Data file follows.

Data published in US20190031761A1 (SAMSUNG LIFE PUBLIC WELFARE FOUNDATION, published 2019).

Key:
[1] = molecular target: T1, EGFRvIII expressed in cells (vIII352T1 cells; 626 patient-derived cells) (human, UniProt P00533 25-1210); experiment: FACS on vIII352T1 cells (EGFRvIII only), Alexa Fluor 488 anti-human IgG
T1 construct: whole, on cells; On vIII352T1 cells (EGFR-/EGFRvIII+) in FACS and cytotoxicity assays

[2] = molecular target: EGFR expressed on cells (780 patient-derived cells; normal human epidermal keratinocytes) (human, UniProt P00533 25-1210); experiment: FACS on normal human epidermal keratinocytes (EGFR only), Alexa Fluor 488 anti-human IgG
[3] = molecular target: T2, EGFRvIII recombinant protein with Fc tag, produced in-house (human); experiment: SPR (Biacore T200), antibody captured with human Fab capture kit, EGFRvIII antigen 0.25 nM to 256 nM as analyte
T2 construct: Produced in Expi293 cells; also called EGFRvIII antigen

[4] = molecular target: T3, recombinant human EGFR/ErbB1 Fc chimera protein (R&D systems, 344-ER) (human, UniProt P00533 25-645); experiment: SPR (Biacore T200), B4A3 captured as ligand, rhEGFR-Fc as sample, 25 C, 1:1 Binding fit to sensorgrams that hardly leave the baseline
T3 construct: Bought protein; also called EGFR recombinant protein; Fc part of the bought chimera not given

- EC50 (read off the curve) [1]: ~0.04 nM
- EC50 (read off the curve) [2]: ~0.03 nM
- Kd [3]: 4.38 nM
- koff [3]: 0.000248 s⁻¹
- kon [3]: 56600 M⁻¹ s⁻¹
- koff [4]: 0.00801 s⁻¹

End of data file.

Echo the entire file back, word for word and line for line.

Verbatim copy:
Data published in US20190031761A1 (SAMSUNG LIFE PUBLIC WELFARE FOUNDATION, published 2019).

Key:
[1] = molecular target: T1, EGFRvIII expressed in cells (vIII352T1 cells; 626 patient-derived cells) (human, UniProt P00533 25-1210); experiment: FACS on vIII352T1 cells (EGFRvIII only), Alexa Fluor 488 anti-human IgG
T1 construct: whole, on cells; On vIII352T1 cells (EGFR-/EGFRvIII+) in FACS and cytotoxicity assays

[2] = molecular target: EGFR expressed on cells (780 patient-derived cells; normal human epidermal keratinocytes) (human, UniProt P00533 25-1210); experiment: FACS on normal human epidermal keratinocytes (EGFR only), Alexa Fluor 488 anti-human IgG
[3] = molecular target: T2, EGFRvIII recombinant protein with Fc tag, produced in-house (human); experiment: SPR (Biacore T200), antibody captured with human Fab capture kit, EGFRvIII antigen 0.25 nM to 256 nM as analyte
T2 construct: Produced in Expi293 cells; also called EGFRvIII antigen

[4] = molecular target: T3, recombinant human EGFR/ErbB1 Fc chimera protein (R&D systems, 344-ER) (human, UniProt P00533 25-645); experiment: SPR (Biacore T200), B4A3 captured as ligand, rhEGFR-Fc as sample, 25 C, 1:1 Binding fit to sensorgrams that hardly leave the baseline
T3 construct: Bought protein; also called EGFR recombinant protein; Fc part of the bought chimera not given

- EC50 (read off the curve) [1]: ~0.04 nM
- EC50 (read off the curve) [2]: ~0.03 nM
- Kd [3]: 4.38 nM
- koff [3]: 0.000248 s⁻¹
- kon [3]: 56600 M⁻¹ s⁻¹
- koff [4]: 0.00801 s⁻¹